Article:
From School Library Journal
Grade 1-4-An excellent picture-book introduction to the Zulu language. Wilson-Max begins with a map of the African continent that highlights South Africa, the land of the Zulu people. Readers are then introduced to two boys who live there. Michael visits Chidi, who takes his friend through his home and identifies parts of the house, his toys, and the family garden, and animals. Each short recounting of Michael's visit is followed by a two-page uncluttered spread of bold, simple watercolor illustrations of the items Chidi mentions. Young readers will learn that the lives and interests of these children are very similar to their own. The English terms appear next to the bold print Zulu words. The book concludes with a 25-word glossary with a pronunciation key. A fine resource for a unit on South Africa.Marie Wright, University Library, Indianapolis, IN
Copyright 1998 Reed Business Information, Inc.
Ages 3^-6. In a joyful bilingual picture book of postapartheid South Africa, a small boy named Chidi welcomes his light-skinned friend, Michael, and they speak Zulu as they play together in Chidi's home. In contrast to Michael Roberts' Jungle ABC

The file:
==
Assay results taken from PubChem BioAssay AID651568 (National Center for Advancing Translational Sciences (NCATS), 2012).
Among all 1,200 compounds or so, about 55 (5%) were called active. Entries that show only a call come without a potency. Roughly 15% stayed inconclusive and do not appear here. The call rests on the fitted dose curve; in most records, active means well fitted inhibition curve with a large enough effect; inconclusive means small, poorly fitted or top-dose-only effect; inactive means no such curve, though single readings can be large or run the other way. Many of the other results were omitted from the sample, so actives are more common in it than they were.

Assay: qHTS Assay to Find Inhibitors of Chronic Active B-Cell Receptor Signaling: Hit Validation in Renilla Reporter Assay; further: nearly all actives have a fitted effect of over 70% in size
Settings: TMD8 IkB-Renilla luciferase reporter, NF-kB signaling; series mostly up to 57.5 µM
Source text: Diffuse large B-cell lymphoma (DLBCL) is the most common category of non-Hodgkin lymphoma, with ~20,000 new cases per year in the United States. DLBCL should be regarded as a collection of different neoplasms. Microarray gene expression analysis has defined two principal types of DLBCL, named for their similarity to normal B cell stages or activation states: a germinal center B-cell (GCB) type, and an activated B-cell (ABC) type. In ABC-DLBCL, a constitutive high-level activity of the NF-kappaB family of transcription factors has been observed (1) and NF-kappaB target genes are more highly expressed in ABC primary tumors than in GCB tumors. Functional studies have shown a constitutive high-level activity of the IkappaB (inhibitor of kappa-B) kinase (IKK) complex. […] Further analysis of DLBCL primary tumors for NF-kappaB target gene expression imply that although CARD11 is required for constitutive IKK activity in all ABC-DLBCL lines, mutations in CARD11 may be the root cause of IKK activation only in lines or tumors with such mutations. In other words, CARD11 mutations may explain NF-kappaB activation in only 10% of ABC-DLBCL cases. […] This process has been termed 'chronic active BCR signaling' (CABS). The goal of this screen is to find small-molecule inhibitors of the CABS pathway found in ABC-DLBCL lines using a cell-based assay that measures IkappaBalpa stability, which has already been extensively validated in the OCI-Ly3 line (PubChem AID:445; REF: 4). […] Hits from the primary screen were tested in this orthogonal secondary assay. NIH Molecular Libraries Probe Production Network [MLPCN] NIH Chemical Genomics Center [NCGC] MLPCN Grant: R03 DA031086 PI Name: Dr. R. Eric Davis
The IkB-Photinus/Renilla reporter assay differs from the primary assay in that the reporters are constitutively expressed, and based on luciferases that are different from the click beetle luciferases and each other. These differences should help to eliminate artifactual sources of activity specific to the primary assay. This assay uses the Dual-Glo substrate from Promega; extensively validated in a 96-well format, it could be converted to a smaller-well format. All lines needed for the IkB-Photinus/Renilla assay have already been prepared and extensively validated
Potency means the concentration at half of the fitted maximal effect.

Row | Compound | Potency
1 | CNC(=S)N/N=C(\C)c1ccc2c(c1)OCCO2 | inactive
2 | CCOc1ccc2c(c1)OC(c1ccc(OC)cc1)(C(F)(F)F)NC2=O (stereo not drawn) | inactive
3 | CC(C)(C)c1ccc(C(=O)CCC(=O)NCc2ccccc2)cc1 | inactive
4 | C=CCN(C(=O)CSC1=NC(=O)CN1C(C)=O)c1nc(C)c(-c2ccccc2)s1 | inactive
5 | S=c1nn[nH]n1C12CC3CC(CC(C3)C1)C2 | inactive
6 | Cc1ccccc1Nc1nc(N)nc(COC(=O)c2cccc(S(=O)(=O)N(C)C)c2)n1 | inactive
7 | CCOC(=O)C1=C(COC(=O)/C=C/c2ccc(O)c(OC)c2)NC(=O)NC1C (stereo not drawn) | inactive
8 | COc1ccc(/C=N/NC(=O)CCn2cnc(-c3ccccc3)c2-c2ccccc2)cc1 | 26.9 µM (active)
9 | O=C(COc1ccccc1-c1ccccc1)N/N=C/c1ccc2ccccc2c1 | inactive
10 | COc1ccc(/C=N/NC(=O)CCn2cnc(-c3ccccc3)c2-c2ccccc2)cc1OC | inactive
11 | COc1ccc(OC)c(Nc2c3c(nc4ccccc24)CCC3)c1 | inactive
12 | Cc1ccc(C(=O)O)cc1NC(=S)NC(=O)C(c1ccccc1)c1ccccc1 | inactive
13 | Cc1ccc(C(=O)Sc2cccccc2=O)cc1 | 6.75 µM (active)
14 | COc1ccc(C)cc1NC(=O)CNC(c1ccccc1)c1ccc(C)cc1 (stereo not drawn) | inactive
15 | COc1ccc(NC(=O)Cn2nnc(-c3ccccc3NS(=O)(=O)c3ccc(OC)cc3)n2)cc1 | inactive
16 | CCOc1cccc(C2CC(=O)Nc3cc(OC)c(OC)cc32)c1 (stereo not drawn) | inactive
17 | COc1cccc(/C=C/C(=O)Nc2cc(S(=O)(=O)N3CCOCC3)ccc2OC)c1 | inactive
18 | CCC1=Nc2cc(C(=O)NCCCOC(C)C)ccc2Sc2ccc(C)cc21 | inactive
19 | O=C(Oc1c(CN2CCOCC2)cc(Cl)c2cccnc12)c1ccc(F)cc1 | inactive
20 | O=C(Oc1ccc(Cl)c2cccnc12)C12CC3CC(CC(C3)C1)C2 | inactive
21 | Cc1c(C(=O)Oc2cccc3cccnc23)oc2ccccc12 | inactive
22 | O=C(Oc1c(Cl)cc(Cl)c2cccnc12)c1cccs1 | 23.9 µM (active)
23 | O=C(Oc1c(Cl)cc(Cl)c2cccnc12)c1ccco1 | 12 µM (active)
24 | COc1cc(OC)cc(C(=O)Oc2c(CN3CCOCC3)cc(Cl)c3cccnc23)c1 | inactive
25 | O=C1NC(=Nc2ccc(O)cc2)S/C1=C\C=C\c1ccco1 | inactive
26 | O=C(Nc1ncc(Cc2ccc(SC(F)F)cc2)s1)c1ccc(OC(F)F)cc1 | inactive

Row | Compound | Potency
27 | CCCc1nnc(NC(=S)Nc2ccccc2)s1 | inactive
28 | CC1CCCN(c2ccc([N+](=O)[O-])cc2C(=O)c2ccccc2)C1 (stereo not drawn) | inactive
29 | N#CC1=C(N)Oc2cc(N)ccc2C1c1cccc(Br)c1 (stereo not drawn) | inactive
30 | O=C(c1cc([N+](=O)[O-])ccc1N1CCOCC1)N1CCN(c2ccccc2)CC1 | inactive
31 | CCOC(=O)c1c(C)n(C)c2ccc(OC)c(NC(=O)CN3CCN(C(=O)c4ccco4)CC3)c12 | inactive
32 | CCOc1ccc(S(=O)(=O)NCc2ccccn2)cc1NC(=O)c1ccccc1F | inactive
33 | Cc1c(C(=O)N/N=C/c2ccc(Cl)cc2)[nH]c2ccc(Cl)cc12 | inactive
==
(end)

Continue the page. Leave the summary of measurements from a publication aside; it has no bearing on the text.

, this book shows Zulu as part of the contemporary world, liberated from the primitive noble-savage stereotypes. The big, exuberant pictures in bright colors with thick black lines show the kids in jeans and T-shirts playing with cars on the desk in Chidi's room, looking at his shelf of books, enjoying the sandwiches his mother makes them in the kitchen, feeding the chickens in the garden, waving good-bye ("hamba kahle") when Michael leaves to catch the bus home. After each double-page scenario, the English and Zulu words are printed next to the objects, and there's a pronunciation guide at the back. The book begins with a big, clear map of Africa, showing South Africa at the tip, one of 52 countries on the continent. In most South African schools today, several African languages, including Zulu, are part of the curriculum. Kids in the U.S. will recognize the universal friendship story even as they have fun learning the simple vocabulary and practicing how to make the "click" sound. Hazel Rochman